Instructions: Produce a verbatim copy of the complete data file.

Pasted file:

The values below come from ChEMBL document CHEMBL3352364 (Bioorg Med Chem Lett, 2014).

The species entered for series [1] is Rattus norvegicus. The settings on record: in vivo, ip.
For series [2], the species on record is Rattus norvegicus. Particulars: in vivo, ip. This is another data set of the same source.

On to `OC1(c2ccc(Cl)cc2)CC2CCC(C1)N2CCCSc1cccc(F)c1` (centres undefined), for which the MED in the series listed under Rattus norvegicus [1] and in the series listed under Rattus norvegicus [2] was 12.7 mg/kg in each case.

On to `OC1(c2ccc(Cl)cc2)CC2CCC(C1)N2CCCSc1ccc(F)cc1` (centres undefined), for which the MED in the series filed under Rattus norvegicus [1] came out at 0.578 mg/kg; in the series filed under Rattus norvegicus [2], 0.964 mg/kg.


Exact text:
The values below come from ChEMBL document CHEMBL3352364 (Bioorg Med Chem Lett, 2014).

The species entered for series [1] is Rattus norvegicus. The settings on record: in vivo, ip.
For series [2], the species on record is Rattus norvegicus. Particulars: in vivo, ip. This is another data set of the same source.

On to `OC1(c2ccc(Cl)cc2)CC2CCC(C1)N2CCCSc1cccc(F)c1` (centres undefined), for which the MED in the series listed under Rattus norvegicus [1] and in the series listed under Rattus norvegicus [2] was 12.7 mg/kg in each case.

On to `OC1(c2ccc(Cl)cc2)CC2CCC(C1)N2CCCSc1ccc(F)cc1` (centres undefined), for which the MED in the series filed under Rattus norvegicus [1] came out at 0.578 mg/kg; in the series filed under Rattus norvegicus [2], 0.964 mg/kg.